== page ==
This reflects an overwhelming consensusamong respondents, most of whom look for a good working environment and goodowners, captain or crew that treat one another well as well as a steadypaycheck or the potential for a raise.
But salary isn’t the only benefit crewlook for — bonuses, an insurance package, paid study time, course tuition afterlongevity and paid leave were also high on the list. Even having the ability totake leave in general was important.
“Enough chances to take some time off the yacht. Afterfifteen years in the industry, time at home with family and friends is veryvaluable for me,” comments one mate, who wasn’t alone in wanting to spend timewith their family.
Also significant pull factors amongmany crew were a good itinerary and an exciting program, plus future prospectsand personal growth with the ability to move up. One chief officer specificallystated they like a captain who takes an interest in their career.
One captain certainly cared about their crew’s career, whichseemed to be the key in keeping their crew. “Wellbeing on board, socialinteraction with the crew and competences [were] put to the test as well aslearning. Crew jump ship to move up because they cannot move up in their currentposition. I kept my crew because I insisted on my interior crew [driving]tenders amongst other fun things (deck work for them) and my senior deck crewto drive the boat or be more involved in the management of it.”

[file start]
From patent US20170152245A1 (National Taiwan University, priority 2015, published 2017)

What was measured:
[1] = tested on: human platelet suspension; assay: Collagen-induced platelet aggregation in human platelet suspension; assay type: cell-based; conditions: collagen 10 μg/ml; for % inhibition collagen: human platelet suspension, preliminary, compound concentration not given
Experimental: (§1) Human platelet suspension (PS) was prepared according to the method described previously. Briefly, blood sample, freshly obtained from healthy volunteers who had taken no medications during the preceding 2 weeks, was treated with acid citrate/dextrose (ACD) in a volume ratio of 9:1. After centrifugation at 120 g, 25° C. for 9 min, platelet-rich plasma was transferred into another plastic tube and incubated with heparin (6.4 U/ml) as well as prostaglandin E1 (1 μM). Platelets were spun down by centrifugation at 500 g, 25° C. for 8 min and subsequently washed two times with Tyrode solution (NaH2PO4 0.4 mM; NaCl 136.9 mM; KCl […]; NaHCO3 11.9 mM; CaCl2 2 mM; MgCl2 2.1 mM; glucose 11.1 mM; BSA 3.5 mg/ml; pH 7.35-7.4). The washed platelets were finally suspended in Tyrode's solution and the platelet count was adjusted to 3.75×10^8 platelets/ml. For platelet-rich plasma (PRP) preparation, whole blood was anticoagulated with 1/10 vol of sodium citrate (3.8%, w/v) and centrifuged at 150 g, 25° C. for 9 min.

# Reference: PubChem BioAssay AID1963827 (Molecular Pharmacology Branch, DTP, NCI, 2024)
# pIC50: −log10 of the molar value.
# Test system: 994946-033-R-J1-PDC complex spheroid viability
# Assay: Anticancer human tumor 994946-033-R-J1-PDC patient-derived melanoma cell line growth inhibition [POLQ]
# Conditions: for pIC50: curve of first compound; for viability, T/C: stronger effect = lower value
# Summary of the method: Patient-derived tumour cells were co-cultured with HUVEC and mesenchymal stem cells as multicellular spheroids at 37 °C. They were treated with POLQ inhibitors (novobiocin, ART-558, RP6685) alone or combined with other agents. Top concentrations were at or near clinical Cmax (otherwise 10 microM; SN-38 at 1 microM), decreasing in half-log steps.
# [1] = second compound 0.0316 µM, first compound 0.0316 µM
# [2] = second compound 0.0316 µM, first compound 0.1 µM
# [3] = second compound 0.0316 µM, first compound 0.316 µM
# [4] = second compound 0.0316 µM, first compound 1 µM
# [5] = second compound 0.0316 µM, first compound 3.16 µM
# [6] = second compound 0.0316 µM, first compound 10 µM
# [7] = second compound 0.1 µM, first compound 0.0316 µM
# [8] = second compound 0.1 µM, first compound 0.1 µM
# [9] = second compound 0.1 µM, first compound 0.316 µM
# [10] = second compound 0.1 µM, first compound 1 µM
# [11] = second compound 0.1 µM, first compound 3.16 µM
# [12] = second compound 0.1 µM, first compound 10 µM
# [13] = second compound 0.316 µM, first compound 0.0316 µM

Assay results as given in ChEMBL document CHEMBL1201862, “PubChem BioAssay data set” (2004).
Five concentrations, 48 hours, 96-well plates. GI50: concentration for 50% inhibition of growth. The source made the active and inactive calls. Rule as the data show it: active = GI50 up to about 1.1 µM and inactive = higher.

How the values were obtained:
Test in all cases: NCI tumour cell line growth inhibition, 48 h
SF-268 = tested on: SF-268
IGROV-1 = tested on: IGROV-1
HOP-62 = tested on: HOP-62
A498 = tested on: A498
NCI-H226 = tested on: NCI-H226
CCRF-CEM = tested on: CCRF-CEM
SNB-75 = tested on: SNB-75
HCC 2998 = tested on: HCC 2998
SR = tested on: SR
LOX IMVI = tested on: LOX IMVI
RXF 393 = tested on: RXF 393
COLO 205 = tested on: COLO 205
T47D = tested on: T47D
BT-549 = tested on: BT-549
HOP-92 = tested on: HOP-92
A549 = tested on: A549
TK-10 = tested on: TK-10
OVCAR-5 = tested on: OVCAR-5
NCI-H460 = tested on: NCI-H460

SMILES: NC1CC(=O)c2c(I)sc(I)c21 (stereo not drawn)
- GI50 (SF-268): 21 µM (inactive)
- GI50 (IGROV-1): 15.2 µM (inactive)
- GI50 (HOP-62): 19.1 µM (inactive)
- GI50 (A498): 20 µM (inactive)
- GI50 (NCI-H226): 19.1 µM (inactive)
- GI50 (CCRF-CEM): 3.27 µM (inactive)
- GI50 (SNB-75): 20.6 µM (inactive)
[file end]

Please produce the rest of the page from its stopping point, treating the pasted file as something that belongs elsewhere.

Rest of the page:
It’s really a combination of these elements that seem to bethe trick. Whether you’re a captain, stewardess or deckhand, it’s important tolisten to the other’s expectations and lay out your own. When everyone’s on thesame page, it makes for a happy boat.